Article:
She said that one person called 911 while others watched the parking lot to direct EMS. Another ran to get the closest AED (automated external defibrillator) and Walton started CPR on Moorman.

“I don’t see myself as a hero at all,” said Walton. “I feel like the Lord puts us in situations where we can help people. Then it’s just in my training to be able to do what we do and hold our head steady and just use the skills that we’ve learned.”

District officials said that all schools got the AEDs as part of a grant back in 2004, but this is the first time any of them needed to be used.

Superintendent Kristi Woodall said that whatever money was spent, is now well worth it.

Moorman is now listed in fair condition, at the CCU at Spartanburg Regional.

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Wife Saves Husband during Snow Shovelling

Posted by cocreator on June 09, 2014
Events / No Comments

My husband, Bob, used to refer to the automated external defibrillator (AED) that I bought for our house as “the $1,500 shelf ornament.”


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He thought it was a complete waste of money. But I wanted it because we live so far from emergency medical care.

In December 2011, that shelf ornament saved my husband’s life.

Bob and I were outside our three-unit motel. We live in tiny Coalmont, BC, population 85, where we’re the proud owners of the Mozey-On-Inn. That day we were shovelling the driveway to get ready for guests.

Bob Sterne the Survivor

Bob Sterne the Survivor

Bob, then 63, shovelled near the bottom of the driveway, and I was clearing the heavy snow near the door. I turned and noticed that Bob had fallen. I assumed it was because his replacement knee gave out. I even joked with him to get back up. But he didn’t respond.

I ran down the driveway, turned him over and saw that his eyes were rolled back in his head. I hurried inside to call 911. Meanwhile our neighbours rushed over and began performing CPR on Bob.

When I heard someone shout, “There’s no pulse! He’s not breathing!” I shoved the phone in my pocket, grabbed the defibrillator and ran to Bob’s side. I put the phone on the ground so the operator could hear us.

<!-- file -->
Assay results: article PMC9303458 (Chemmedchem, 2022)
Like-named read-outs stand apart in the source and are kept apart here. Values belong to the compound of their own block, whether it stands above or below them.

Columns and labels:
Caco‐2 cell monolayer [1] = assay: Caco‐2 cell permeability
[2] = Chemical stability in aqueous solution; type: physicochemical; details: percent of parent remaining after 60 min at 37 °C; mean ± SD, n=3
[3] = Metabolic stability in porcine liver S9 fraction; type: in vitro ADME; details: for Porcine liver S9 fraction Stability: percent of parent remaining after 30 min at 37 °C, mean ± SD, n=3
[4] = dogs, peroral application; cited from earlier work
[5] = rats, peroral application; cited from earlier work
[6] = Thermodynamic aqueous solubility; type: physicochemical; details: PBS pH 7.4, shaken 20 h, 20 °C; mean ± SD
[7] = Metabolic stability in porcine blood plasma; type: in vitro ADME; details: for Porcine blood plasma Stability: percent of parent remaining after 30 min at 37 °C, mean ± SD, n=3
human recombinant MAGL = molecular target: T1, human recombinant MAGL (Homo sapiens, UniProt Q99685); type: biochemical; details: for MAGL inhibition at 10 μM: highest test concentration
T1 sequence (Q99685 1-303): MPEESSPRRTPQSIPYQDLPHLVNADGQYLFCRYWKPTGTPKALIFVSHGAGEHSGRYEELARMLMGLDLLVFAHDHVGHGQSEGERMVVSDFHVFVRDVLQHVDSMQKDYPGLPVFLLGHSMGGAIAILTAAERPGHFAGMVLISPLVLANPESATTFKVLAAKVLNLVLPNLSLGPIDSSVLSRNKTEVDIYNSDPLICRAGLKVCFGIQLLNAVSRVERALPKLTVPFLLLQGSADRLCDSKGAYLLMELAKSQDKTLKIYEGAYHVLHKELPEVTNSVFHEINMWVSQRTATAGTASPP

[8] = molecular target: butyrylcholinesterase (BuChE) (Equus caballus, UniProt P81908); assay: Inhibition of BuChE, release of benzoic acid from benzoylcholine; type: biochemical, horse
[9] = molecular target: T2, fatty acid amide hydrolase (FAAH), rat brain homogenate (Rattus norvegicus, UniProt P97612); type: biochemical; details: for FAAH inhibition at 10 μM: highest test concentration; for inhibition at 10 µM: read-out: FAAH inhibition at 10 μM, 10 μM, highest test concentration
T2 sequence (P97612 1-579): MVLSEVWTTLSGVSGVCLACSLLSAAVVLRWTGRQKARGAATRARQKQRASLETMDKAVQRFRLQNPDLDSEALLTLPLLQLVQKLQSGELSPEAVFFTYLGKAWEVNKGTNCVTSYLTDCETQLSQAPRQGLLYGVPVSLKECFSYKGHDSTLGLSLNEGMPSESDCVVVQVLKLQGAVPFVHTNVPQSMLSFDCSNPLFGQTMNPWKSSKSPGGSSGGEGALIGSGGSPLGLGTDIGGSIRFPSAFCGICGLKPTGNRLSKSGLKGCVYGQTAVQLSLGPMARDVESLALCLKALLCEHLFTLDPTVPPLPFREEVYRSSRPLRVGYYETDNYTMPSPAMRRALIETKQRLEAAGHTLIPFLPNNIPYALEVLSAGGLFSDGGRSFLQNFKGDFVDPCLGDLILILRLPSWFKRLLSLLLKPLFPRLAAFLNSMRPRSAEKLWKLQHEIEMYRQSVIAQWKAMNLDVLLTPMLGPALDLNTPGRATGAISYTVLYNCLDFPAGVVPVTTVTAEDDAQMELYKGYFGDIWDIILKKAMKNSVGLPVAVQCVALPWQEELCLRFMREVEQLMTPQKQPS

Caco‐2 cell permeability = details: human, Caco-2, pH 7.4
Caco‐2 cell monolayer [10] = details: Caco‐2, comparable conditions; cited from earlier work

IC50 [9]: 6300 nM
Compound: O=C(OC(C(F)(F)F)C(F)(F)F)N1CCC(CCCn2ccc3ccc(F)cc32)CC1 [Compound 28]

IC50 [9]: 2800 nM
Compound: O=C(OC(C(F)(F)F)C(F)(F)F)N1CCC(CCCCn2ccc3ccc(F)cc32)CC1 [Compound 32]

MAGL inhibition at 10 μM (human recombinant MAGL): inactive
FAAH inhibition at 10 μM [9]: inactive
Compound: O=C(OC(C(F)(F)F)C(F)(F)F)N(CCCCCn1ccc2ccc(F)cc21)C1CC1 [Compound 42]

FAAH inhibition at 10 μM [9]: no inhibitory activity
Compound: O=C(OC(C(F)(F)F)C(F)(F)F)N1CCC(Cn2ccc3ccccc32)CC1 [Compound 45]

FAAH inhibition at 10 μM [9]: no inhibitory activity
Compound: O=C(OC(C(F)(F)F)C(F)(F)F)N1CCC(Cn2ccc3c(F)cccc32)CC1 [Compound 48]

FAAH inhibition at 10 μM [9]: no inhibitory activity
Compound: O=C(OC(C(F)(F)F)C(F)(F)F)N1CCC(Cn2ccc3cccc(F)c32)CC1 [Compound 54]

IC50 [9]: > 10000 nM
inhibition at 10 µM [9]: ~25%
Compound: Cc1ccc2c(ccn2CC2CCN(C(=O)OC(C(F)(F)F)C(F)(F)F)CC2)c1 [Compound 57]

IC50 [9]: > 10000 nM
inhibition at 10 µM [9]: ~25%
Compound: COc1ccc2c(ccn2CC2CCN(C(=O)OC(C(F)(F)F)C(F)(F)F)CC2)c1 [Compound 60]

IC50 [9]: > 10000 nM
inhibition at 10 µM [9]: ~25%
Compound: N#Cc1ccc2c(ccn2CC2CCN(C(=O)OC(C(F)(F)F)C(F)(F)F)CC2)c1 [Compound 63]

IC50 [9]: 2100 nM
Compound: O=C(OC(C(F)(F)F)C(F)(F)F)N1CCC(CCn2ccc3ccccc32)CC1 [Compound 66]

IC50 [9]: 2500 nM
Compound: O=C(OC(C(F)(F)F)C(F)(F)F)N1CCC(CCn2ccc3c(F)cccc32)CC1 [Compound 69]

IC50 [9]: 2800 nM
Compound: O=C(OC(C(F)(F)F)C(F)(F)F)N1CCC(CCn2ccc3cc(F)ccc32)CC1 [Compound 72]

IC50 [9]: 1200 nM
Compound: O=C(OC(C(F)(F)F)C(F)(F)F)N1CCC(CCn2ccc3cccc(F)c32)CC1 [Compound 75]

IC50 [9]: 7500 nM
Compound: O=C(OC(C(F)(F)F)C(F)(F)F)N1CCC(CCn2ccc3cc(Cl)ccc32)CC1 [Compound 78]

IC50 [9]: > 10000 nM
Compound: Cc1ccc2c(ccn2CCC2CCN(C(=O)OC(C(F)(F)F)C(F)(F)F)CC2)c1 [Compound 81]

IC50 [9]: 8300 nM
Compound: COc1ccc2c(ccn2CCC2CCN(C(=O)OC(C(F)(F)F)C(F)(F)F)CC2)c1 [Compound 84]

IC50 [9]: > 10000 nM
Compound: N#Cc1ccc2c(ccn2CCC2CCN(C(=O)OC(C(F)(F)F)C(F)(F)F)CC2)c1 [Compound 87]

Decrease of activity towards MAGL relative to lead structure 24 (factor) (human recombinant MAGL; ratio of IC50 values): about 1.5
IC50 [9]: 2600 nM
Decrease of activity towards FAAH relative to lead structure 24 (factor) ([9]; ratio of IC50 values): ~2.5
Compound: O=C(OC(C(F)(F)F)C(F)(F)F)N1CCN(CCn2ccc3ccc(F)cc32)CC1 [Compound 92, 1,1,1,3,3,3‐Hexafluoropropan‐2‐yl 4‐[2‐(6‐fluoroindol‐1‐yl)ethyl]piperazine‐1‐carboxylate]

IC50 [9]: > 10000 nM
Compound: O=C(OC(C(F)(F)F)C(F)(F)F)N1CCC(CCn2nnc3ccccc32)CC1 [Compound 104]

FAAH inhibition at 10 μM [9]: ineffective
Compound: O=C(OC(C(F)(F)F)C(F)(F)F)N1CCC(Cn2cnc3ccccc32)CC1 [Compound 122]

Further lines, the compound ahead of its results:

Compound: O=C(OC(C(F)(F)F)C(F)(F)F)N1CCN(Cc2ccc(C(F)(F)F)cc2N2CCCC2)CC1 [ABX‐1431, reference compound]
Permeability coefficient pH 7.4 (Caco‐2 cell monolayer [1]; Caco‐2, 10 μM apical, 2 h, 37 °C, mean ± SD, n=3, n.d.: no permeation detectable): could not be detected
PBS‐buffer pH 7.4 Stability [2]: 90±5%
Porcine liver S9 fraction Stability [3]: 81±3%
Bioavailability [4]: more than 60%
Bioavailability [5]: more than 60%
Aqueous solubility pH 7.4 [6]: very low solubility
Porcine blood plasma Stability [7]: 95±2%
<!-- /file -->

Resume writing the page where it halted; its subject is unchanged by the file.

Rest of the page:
As we placed the electrode pads on Bob’s chest, the AED began analyzing his condition and giving audio instructions.

It said to stand back and administer the first shock, so I pushed the button. After a second shock, Bob suddenly took a gulp of breath and opened his eyes. But we weren’t out of the woods yet. Bob’s breathing was raspy and even though his eyes were open, he wasn’t responding. I got blankets and we tried to keep him warm while we waited.

The ambulance was on its way but had to travel more than 20 kilometres over icy roads. Finally, 45 minutes later, the paramedics loaded Bob into the ambulance. I followed with a neighbour to the hospital in Princeton, the nearest town.

After a stop at the regional hospital, Bob was sent for in-depth testing at Vancouver General Hospital, where he would stay for a week. The tests showed that Bob’s heart was actually in great shape, with next to no clogs in his arteries. But doctors eventually found the problem: His heart wasn’t sending the right electrical signals to keep a steady beat.

Bob had an implantable cardioverter-defibrillator (ICD) installed. It’s a small, battery-powered device that sends an electrical impulse to his heart if it starts to beat an abnormal rhythm. It was a surprisingly minor operation. Bob was released the day after his surgery.

More than two years later, Bob is doing well. He lost 15 pounds, and his ICD has never had to do anything (but it is a nice insurance policy).

To make sure it’s working well, Bob uses a special device to send regular readings from his ICD to the regional hospital’s heart clinic. They still want to see Bob once a year in person, but having this great device means we don’t have to drive to Penticton in the winter months.

Bob has the OK to shovel snow again, in moderation. And he no longer makes jokes about our AED. Now he’ll tell anyone who will listen that all small communities should have an AED at a central location and everyone should know where it is.